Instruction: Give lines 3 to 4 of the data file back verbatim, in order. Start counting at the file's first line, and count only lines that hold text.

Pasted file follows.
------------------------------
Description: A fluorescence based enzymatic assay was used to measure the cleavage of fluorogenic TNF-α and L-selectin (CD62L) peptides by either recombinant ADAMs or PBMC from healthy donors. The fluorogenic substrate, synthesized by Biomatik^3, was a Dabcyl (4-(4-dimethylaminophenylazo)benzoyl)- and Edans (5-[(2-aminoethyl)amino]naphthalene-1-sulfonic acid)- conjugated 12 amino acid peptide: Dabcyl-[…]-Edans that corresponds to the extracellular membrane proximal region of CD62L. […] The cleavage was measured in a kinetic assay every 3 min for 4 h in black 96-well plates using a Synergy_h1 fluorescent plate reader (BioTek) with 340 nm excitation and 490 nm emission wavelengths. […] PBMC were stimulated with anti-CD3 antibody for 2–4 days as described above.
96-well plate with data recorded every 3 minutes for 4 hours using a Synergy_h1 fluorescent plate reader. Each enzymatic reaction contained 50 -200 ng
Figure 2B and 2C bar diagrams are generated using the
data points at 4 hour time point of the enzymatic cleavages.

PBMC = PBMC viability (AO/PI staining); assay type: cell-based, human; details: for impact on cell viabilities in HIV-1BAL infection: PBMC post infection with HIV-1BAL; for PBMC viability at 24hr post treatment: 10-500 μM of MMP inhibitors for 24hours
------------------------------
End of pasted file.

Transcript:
Figure 2B and 2C bar diagrams are generated using the
data points at 4 hour time point of the enzymatic cleavages.